We’ve all been there, cramming our bags to the brim and sitting on top of it while a travel buddy desperately tries to close the zip, but there are a few ways to avoid this common scenario! Of course there are the usual tips of “don’t pack as much” and “roll your clothes, instead of folding them”, but we’ve got another three packing tips, which can be game changers! So without further ado, we give you our packing saviours (in no particular order).
You may have heard about packing cubes, and wondered what the fuss is about. Surely they don’t save that much space or make much of a difference to the organisation to your bag, but we’ve found that more and more travellers are using this packing accessory, and have found them pretty useful when it comes to packing for their trip. Packing cubes are great for disorganised travellers, as they allow you to split your luggage into separate ‘compartments’ and make things easier to find.
You could have a cube for t-shirts, a cube for a pair of shoes(also keeps their dirty soles off your clothes!) and even a cube for small accessories you don’t want to have to dig through your backpack to find. Now let’s think about how they can save you space. You’ll probably find that once you’ve packed your clothes in your bag, they begin to unfold and expand from their rolled or folded position, which takes up more space in your bag. When your clothing is contained in packing cubes, it confines it to the size of each cube and stops it expanding and taking up space. Simple.
Vacuum Compression Bags
Don’t be deceived by the name, you don’t require a vacuum in order to use these bags effectively. Vacuum compression bags are a popular packing accessory with many travellers, as they help compress your clothes and other soft items to keep them flat and save you space in your backpack. We’ve used the Trekmates vacuum compression bags to demonstrate how these types of bags work, simply fill with clothes, try and get out as much air as you can, seal the bag then roll the bag along to the end using both hands to push out as much air as possible. They’re also reusable, so you can use them when you’re packing to come home, too.
Compression Stuff Sacks
These little beauties have a plethora of uses, but we’re going to use the example of compressing a sleeping bag to help save space in your backpack. Of course there are sleeping bags on the market which are designed specifically for travelling, with a compact pack size and lightweight design, but if you want to buy a cheap 1 or 2 season sleeping bag to save yourself some cash, you can make it more compact and travel-sized by using a compression stuff sack. Not only are compression sacks great for shrinking your sleeping bag, but they can be used to compress clothing and other soft items. They’re also a good back up to have with you, in case you lose your original stuff bag or compression sack for your sleeping bag. They come in a range of sizes, too, so even if your sleeping bag is a little bulkier, you should be able to find a compression sack to accommodate it.
The sleeping bag we used in the images above, was a 1 season envelope sleeping bag with a pack size of 38 x 19cm, and using the compression sack, we got it down to 20 x 17cm. So you can see how handy these bags can be when it comes to saving you space in your luggage! The compression bag we used, was the Vango medium compression sack.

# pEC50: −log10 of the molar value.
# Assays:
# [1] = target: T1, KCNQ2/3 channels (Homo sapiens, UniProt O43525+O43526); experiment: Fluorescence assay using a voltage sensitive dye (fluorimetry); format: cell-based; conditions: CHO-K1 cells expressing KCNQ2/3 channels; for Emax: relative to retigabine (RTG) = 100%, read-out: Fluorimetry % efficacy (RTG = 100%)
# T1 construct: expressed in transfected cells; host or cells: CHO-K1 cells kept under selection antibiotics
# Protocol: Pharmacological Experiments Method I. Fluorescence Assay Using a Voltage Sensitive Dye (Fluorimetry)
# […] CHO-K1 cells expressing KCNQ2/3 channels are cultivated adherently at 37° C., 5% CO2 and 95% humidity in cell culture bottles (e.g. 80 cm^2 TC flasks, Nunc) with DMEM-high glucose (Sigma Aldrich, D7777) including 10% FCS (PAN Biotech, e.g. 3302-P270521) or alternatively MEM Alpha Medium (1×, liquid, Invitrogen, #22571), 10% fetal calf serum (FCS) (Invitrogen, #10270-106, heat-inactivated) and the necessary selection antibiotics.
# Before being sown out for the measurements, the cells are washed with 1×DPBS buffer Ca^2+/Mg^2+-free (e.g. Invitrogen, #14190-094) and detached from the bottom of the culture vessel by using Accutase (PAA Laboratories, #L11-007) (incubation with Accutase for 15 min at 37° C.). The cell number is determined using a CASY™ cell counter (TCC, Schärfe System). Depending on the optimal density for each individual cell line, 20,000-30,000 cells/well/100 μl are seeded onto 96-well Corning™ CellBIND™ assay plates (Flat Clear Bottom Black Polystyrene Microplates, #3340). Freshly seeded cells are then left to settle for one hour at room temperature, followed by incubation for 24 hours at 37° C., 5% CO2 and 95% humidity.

With these three packing gadgets in your possession, you can finally stop stressing over how you’re going to fit all your stuff into your bag and ensure you’re more organised for your trip. Of course, we do have more packing tips to impart before we sign off, so here are another 3 to give you some guidance…
1)Pack less, wash more – It probably seems like common sense, but in our experience, you can actually get by with a handful of t-shirts and a few pairs of shorts if you regularly wash your clothes during your trip. For those travelling to tropical climates, you’ll find your clothes dry in no time at all after you’ve hung them out to dry. You don’t always have to rely on draping them over the balcony (if you’ve even got one) either, as you can buy a handy little gadget called a travel washing line! Don’t worry, you don’t have to pack washing powder, you can either buy travel detergent or laundry soap leaves, which save space and last for ages.
2) Get ruthless – We can all get a little carried away when we pack for a trip, thinking of every eventuality, but when it comes to packing for your gap year – it’s time to get ruthless! Try laying out everything you would like to take with you in an ideal world…then start eliminating the luxury items and try stick to the basics. Do you really need 3 bikinis? We think not…see tip number 1!
3) Don’t pack your entire bathroom cabinet – Fair enough packing some essential items to get you through the first fews days, but unless you’re staying in remote villages or living in the jungle, you should be able to find most toiletries once you arrive. So put down that 6 month supply of shampoo…or you could invest in a shampoo bar from Lush, which will last a few months and save loads of space in your bag.
These are some of our top packing tips, but if you have any other helpful additions, please feel free to share!
Rachel has worked for the company for 9 years and as one of our buying team, has a wide knowledge of travel gear. She has travelled in Europe and Southeast Asia, but her dream destination would be South America to experience Carnival in Rio, unleash her inner Attenborough in the Galapagos and sip on Colombian coffee in colonial Cartagena.